Funding and research
On funding, Labour would ‘Reconfigure funds for farming and fishing to support sustainable practices, smaller traders, local economies and community benefit, as well as establishing ‘a science innovation fund to promote the most sustainable forms of farming and fishing, with support earmarked for our small-scale fishing fleet’.
 
Better research and scientific understanding have been a key part of Sustain’s calls for a post-Brexit fishing policy, since data deficiency is a problem for nearly all UK fishing species. A better understanding of our marine habitats would help to ensure robust management and better recovery of our marine biodiversity.
 

Ruth Westcott, coordinator of Sustainable Fish Cities at Sustain says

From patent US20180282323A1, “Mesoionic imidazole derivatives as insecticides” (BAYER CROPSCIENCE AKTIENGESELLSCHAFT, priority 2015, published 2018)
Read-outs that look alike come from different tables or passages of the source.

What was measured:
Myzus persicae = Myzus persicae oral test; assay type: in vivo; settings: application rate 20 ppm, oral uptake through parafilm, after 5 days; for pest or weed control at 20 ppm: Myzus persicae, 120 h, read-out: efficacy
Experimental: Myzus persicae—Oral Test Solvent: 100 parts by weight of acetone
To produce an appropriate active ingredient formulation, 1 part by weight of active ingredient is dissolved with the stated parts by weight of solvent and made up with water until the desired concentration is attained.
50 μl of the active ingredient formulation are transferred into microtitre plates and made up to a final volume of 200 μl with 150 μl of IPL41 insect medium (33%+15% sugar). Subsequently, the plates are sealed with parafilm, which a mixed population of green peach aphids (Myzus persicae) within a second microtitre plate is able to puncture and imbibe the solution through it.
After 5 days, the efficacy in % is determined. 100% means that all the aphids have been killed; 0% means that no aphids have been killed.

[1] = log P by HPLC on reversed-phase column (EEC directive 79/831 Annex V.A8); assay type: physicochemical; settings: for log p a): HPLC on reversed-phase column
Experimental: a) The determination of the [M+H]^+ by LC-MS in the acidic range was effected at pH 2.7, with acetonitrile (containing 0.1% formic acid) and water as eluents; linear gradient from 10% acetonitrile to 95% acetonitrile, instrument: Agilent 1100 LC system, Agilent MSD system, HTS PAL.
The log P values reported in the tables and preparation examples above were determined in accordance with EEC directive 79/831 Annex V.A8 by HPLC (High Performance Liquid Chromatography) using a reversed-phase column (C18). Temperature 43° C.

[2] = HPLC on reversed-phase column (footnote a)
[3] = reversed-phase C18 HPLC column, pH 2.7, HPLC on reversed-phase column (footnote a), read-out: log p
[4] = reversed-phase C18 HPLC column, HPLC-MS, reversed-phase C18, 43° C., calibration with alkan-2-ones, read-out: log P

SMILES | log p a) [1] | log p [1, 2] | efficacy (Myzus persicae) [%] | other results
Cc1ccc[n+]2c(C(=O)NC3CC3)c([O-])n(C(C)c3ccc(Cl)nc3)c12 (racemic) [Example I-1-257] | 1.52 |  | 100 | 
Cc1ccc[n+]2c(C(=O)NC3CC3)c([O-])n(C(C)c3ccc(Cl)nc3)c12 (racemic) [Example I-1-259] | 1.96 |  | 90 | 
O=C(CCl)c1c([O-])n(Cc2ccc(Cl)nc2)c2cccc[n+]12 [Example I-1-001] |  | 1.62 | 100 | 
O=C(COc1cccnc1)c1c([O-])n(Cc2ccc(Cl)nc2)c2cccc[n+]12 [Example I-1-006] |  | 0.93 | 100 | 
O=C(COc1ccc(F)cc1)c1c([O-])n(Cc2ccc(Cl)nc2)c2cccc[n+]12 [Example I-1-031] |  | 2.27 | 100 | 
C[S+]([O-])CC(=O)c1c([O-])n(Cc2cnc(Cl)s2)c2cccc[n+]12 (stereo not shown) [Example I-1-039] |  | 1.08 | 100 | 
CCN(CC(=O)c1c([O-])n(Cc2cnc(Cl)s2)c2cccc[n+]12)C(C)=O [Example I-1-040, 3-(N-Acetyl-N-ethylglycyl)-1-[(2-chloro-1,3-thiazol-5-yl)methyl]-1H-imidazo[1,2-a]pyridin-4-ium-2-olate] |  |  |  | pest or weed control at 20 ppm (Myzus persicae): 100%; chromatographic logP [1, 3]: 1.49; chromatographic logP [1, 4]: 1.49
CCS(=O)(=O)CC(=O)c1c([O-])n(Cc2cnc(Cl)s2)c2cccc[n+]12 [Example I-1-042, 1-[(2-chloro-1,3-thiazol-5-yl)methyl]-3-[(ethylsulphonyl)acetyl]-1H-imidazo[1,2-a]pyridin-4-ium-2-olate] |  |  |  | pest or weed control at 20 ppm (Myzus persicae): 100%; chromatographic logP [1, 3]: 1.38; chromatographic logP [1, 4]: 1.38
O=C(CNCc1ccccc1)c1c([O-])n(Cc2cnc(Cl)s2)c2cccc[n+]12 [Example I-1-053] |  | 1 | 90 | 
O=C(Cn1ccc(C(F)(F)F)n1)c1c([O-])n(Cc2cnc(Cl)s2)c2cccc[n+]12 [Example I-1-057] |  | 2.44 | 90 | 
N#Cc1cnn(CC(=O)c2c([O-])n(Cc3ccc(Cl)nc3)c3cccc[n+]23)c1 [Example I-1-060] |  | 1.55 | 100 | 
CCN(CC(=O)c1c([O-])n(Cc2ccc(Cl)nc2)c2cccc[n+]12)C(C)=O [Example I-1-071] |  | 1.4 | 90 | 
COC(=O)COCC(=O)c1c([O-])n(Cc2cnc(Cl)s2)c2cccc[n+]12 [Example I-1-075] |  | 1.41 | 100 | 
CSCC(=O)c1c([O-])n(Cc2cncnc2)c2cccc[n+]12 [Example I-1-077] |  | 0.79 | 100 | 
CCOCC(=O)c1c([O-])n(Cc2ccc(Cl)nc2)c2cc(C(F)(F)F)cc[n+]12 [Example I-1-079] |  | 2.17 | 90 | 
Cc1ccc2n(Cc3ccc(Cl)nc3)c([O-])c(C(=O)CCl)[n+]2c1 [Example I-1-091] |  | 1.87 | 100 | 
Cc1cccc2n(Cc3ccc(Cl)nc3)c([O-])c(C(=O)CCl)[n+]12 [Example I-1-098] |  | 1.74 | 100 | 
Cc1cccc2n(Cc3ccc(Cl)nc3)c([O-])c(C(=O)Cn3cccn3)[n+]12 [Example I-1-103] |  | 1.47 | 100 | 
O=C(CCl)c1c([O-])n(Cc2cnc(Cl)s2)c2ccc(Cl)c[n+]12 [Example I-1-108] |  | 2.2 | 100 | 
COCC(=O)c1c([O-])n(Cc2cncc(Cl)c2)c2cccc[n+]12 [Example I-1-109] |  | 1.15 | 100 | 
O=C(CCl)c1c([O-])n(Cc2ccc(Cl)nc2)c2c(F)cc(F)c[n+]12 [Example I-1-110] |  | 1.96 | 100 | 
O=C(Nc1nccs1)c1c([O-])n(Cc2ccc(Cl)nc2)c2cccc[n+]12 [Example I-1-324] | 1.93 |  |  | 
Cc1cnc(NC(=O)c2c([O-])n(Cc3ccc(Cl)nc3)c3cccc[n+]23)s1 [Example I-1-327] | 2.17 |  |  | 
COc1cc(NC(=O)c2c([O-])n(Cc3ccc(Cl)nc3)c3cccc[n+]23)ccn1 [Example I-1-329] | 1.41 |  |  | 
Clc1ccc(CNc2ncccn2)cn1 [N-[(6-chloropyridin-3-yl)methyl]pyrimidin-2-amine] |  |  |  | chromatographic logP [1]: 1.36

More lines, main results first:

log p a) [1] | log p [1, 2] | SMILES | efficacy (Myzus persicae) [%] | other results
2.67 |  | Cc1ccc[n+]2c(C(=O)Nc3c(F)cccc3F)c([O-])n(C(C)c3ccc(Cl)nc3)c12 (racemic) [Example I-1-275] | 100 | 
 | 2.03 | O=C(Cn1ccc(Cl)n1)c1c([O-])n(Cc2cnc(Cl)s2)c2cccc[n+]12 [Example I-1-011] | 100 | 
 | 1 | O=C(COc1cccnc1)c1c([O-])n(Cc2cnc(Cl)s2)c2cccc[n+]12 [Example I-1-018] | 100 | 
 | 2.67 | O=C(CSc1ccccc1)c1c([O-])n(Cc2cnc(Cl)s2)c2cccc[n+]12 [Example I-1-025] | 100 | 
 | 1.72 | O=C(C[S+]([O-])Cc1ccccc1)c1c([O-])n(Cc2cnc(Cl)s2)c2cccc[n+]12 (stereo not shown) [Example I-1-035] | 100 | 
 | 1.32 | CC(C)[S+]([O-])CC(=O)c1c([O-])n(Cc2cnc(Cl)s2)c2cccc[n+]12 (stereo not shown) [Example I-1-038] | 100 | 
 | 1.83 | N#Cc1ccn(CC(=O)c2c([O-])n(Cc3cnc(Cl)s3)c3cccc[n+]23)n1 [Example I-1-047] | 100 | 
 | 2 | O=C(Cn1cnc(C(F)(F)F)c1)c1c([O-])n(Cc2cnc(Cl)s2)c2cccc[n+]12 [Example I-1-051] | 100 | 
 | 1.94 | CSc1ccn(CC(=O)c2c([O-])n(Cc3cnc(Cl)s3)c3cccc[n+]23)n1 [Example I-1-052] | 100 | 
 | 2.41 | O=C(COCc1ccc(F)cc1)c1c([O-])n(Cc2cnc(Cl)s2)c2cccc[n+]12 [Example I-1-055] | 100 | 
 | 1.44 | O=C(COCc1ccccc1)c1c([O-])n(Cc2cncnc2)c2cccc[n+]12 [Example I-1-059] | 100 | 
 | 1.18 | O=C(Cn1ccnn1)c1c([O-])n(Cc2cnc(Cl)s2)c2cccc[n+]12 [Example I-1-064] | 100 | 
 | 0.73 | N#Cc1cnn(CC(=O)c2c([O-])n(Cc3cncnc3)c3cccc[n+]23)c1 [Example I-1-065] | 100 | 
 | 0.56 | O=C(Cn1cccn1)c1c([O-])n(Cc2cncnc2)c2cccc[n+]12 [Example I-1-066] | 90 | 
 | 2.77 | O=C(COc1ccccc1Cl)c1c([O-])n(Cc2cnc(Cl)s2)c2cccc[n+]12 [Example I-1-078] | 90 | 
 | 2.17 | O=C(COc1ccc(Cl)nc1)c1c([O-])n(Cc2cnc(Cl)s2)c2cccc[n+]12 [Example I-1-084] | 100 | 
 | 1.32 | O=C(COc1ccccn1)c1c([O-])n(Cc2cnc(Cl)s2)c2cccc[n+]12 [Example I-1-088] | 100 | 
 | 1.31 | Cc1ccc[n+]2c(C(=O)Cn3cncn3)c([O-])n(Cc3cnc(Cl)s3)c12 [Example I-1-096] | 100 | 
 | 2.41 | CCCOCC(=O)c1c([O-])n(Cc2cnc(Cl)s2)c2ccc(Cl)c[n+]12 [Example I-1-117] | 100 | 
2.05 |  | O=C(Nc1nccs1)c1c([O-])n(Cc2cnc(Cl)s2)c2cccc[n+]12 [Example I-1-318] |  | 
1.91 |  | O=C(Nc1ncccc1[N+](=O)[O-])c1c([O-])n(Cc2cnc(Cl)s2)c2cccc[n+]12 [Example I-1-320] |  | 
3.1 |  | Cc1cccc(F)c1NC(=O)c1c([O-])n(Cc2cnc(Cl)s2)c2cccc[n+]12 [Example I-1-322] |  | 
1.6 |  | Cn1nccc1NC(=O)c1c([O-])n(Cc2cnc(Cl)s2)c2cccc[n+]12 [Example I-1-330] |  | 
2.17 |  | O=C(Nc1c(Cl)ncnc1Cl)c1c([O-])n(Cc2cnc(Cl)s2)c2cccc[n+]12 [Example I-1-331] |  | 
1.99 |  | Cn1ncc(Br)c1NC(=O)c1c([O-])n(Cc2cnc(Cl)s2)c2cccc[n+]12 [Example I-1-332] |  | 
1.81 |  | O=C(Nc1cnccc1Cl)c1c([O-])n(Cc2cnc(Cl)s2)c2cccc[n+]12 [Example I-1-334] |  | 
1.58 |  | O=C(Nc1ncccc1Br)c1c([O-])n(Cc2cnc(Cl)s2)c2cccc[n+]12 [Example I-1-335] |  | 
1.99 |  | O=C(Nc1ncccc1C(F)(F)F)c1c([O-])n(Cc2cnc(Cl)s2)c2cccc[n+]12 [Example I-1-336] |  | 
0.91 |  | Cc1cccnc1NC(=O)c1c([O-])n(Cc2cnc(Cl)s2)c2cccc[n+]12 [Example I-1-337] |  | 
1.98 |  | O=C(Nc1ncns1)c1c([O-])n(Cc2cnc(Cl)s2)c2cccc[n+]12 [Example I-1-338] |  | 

"Funding is a really important issue for fisheries: If marine ecosystems around the UK were allowed to recover we could sustainably increase revenue from fishing by 50%, but the transition must be adequately supported because there would need to be some short-term reduction in catches. The Government has just released an Agriculture Bill setting out proposals to pay farmers for 'public goods' through a series of grants and loans. Labour have not set out specific priorities for payments in this paper, nor the total amount that would be available, but there is no reason why our fishers shouldn't be paid to protect public assets as farmers will be."